Jeff Emanuel wrote:
 
You would need to extend the language grammar. 
Is there any document that describes how to achieve this? Is it a recommended approach?
Thanks for any pointers,
-satya
 How about
if your users issue this existing command?
 
  
print connect.__doc__
        
 
 

-----Original Message-----
From: Satya Ghattu [mailto:sghattu@bea.com]
Sent: Friday, July 18, 2003 8:46 AM
To: Updike, Clark
Cc: 'jython-users@lists.sourceforge.net'
Subject: Re: [Jython-Users] Defining commands in the shell ....


Yes, I defined a sitecustomize.py file under the Lib directory to run and
set my environment, something  like this:
sitecustomize.py
import sys
def help(name):
  if (name == "connect"):
    print 'This command lets you connect to the server"
The sitecustomize.py will be executed when you bring up an interactive
session. I can do something like,
  
help("connect")
        
And this will do what i want. 
But my question is can I do something like,
  
help connect
        
with out the enclosing brackets? Calling help("connect")  somehow doesn't
seem natural. My users are complaining about that they do not want to call
as if they are calling functions, they just want to be able to issue
commands as if they are interacting with a command shell. 
Can this be achieved?

Thanks for any help,
-satya

Updike, Clark wrote:


You can run a script in the environment that sets up the help function

before the interactive session takes over.  I use this to set up

lots of other stuff (database connections, app functions, variables)

for users.



I don't think the environment variable PYTHONSTARTUP (which runs the 

specified script in Python) does anything in Jython.  However,

this is how I achieve the same end.



FILE PyEnv.py ----------------------------------------

# Sets up the custom command line environment.

# Can also run user scripts before going interactive.

#

# FYI: calling batch file must use -i switch to go to an 

# interactive session after running the user's script.



import sys

 

# set up help function

# users can run help on the function object: help(envFunc)

# or on the string name of the function:     help('envFunc')

def help(subject='help'):

   """help([,subject]) -> None

   

      Put your high level help documentation goes here:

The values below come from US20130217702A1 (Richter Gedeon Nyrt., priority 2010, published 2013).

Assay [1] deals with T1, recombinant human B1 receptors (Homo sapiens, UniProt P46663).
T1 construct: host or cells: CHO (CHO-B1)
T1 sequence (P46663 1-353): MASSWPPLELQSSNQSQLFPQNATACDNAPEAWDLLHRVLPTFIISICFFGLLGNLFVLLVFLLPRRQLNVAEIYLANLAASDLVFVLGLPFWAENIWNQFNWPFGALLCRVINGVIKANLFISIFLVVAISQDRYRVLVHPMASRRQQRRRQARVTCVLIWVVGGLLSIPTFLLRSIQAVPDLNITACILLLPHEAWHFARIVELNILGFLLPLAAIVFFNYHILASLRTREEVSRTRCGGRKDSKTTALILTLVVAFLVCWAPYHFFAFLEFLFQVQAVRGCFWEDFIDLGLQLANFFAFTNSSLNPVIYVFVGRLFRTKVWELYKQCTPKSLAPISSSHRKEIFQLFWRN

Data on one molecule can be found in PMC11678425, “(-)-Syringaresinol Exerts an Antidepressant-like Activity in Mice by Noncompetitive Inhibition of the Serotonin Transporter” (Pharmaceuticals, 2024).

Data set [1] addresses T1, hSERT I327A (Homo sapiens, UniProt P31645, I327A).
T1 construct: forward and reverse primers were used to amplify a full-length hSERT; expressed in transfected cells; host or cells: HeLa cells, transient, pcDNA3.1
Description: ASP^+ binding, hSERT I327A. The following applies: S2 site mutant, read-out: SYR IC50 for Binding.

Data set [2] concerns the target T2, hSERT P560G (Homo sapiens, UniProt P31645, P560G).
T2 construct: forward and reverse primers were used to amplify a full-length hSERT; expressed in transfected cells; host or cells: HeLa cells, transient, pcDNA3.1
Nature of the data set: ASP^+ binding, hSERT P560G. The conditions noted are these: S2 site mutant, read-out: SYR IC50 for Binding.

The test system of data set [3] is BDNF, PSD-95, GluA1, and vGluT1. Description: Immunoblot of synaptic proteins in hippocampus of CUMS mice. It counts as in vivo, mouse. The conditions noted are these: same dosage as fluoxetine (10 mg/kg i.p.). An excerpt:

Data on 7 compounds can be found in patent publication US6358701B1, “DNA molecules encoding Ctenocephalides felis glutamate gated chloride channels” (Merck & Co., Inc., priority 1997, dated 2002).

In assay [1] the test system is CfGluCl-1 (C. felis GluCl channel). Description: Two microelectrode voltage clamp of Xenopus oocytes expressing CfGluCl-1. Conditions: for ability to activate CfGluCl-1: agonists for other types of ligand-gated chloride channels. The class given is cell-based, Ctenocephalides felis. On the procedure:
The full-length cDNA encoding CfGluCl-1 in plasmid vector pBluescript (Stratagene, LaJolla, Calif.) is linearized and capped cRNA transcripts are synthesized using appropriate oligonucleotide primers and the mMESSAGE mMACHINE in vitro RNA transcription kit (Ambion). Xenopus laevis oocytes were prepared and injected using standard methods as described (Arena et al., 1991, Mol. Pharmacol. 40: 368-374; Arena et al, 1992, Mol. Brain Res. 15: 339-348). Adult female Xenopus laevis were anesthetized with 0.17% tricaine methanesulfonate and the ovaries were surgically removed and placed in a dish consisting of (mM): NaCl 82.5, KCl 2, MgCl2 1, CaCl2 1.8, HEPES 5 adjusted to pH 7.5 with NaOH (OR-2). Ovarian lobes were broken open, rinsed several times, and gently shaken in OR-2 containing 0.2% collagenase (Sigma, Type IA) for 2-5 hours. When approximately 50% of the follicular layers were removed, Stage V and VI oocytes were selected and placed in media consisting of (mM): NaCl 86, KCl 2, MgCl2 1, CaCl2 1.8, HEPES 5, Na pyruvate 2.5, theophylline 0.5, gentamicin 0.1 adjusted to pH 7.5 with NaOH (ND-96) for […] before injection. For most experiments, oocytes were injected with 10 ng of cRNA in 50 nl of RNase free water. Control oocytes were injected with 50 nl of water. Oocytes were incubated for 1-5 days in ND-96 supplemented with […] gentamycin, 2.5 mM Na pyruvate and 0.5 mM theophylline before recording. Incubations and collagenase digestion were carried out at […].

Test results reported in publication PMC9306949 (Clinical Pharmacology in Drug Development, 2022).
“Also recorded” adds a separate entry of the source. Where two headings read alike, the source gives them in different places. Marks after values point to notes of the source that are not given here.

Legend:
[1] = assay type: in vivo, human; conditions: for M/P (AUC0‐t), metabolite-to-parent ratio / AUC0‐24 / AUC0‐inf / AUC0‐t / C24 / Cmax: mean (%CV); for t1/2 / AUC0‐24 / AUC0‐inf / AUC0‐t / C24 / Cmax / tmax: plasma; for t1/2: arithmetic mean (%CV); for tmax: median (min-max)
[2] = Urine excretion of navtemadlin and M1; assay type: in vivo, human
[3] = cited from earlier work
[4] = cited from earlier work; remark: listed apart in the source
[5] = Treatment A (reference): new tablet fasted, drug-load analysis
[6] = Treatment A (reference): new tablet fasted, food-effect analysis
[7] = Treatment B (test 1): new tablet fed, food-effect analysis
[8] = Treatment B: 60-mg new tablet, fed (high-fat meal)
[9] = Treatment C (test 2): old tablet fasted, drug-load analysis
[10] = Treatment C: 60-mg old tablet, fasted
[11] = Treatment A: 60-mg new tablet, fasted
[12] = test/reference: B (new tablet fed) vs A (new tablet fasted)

List of environments variables, functions, etc.

   """   



   if hasattr(subject,'__doc__'):



     print subject.__doc__ # passed in function ref



   else:



     try:

        exec("print " + subject + ".__doc__")

     except NameError, e:

        print "Nothing found by the name '" + subject + "'"



# set up anything else you want (variables, other fuctions, etc.)



# run user's script if present (argv[1])

if len(sys.argv) > 1: 



   execfile(sys.argv[1])

   print 'Script %s has run' % sys.argv[1]





FILE PyLaunch.bat ------------------------------------



C:\APPS\jython-2.1\jython.bat -i PyEnv.py %1 %2 %3 %4 %5 %6 %7 





Then, to start up the interactive session with the help function

present, just run the bat file: 



C:\temp>PyLaunch.bat



C:\temp>C:\APPS\jython-2.1\jython.bat -i PyEnv.py

  

help(help)

        

help([,subject]) -> None



      Put your high level help documentation goes here:

      List of environments variables, functions, etc.



  


If you set up resources like database connections, be sure to use

a try/finally construct in PyEnv.py to clean up after exceptions.



Good luck,

Clark



-----Original Message-----

From: Satya Ghattu [ mailto:sghattu@bea.com <mailto:sghattu@bea.com> ]

Sent: Thursday, July 17, 2003 6:04 PM

To: ' jython-users@lists.sourceforge.net
<mailto:jython-users@lists.sourceforge.net> '

Subject: [Jython-Users] Defining commands in the shell ....





Hello there...

I am not sure if this is achievable in Jython interactive shell but 

would like to know for sure ...

Can I define 'commands' in jython that I can execute when a user types 

it on the interactive shell?

For example, I would like to define a 'help' command that shows the user 

some basic help about my application. So, the user can just type,

 >>> help

on the command prompt. And also can these commands take additional 

arguments, like ...

 >>> help connection

which should display help about connecting to my application.



Thanks for any help,

-satya









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